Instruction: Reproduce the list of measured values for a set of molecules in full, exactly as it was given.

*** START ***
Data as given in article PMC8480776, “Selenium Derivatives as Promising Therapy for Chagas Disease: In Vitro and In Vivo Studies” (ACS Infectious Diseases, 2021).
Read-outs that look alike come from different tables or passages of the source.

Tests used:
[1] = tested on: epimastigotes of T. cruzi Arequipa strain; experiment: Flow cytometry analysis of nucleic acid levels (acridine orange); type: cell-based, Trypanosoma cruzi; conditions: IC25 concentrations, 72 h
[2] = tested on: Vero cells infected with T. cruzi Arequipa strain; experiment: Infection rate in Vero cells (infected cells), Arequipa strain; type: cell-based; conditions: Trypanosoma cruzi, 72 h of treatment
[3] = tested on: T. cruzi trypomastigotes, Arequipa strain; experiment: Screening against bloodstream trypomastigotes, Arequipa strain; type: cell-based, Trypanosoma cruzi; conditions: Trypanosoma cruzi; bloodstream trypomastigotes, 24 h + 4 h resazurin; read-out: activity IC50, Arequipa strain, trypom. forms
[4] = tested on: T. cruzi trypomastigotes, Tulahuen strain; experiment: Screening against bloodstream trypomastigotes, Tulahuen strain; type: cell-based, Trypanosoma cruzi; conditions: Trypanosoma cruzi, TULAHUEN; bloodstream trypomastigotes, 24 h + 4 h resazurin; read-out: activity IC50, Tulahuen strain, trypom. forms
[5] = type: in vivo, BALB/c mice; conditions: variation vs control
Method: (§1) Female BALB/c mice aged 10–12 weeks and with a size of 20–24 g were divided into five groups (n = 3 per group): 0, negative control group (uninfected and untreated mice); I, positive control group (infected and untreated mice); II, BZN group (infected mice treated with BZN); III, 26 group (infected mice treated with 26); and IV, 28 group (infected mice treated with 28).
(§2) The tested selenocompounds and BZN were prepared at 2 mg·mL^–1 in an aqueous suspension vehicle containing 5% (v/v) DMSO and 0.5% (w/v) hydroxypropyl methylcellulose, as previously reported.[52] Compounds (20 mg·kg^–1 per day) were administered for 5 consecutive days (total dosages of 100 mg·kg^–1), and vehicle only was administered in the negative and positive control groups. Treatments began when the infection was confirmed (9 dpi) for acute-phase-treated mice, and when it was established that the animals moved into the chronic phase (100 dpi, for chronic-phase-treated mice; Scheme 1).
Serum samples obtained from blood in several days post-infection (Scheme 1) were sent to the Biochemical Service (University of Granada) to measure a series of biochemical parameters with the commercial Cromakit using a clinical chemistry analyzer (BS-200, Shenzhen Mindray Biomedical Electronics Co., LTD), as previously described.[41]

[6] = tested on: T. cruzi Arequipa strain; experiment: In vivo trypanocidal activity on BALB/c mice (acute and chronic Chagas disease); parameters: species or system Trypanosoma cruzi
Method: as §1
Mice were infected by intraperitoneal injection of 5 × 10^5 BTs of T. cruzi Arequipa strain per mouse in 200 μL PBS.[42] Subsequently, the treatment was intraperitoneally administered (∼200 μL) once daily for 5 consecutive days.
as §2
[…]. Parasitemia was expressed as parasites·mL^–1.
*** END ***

Data as given in article PMC8480776, “Selenium Derivatives as Promising Therapy for Chagas Disease: In Vitro and In Vivo Studies” (ACS Infectious Diseases, 2021).
Read-outs that look alike come from different tables or passages of the source.

Tests used:
[1] = tested on: epimastigotes of T. cruzi Arequipa strain; experiment: Flow cytometry analysis of nucleic acid levels (acridine orange); type: cell-based, Trypanosoma cruzi; conditions: IC25 concentrations, 72 h
[2] = tested on: Vero cells infected with T. cruzi Arequipa strain; experiment: Infection rate in Vero cells (infected cells), Arequipa strain; type: cell-based; conditions: Trypanosoma cruzi, 72 h of treatment
[3] = tested on: T. cruzi trypomastigotes, Arequipa strain; experiment: Screening against bloodstream trypomastigotes, Arequipa strain; type: cell-based, Trypanosoma cruzi; conditions: Trypanosoma cruzi; bloodstream trypomastigotes, 24 h + 4 h resazurin; read-out: activity IC50, Arequipa strain, trypom. forms
[4] = tested on: T. cruzi trypomastigotes, Tulahuen strain; experiment: Screening against bloodstream trypomastigotes, Tulahuen strain; type: cell-based, Trypanosoma cruzi; conditions: Trypanosoma cruzi, TULAHUEN; bloodstream trypomastigotes, 24 h + 4 h resazurin; read-out: activity IC50, Tulahuen strain, trypom. forms
[5] = type: in vivo, BALB/c mice; conditions: variation vs control
Method: (§1) Female BALB/c mice aged 10–12 weeks and with a size of 20–24 g were divided into five groups (n = 3 per group): 0, negative control group (uninfected and untreated mice); I, positive control group (infected and untreated mice); II, BZN group (infected mice treated with BZN); III, 26 group (infected mice treated with 26); and IV, 28 group (infected mice treated with 28).
(§2) The tested selenocompounds and BZN were prepared at 2 mg·mL^–1 in an aqueous suspension vehicle containing 5% (v/v) DMSO and 0.5% (w/v) hydroxypropyl methylcellulose, as previously reported.[52] Compounds (20 mg·kg^–1 per day) were administered for 5 consecutive days (total dosages of 100 mg·kg^–1), and vehicle only was administered in the negative and positive control groups. Treatments began when the infection was confirmed (9 dpi) for acute-phase-treated mice, and when it was established that the animals moved into the chronic phase (100 dpi, for chronic-phase-treated mice; Scheme 1).
Serum samples obtained from blood in several days post-infection (Scheme 1) were sent to the Biochemical Service (University of Granada) to measure a series of biochemical parameters with the commercial Cromakit using a clinical chemistry analyzer (BS-200, Shenzhen Mindray Biomedical Electronics Co., LTD), as previously described.[41]

[6] = tested on: T. cruzi Arequipa strain; experiment: In vivo trypanocidal activity on BALB/c mice (acute and chronic Chagas disease); parameters: species or system Trypanosoma cruzi
Method: as §1
Mice were infected by intraperitoneal injection of 5 × 10^5 BTs of T. cruzi Arequipa strain per mouse in 200 μL PBS.[42] Subsequently, the treatment was intraperitoneally administered (∼200 μL) once daily for 5 consecutive days.
as §2
[…]. Parasitemia was expressed as parasites·mL^–1.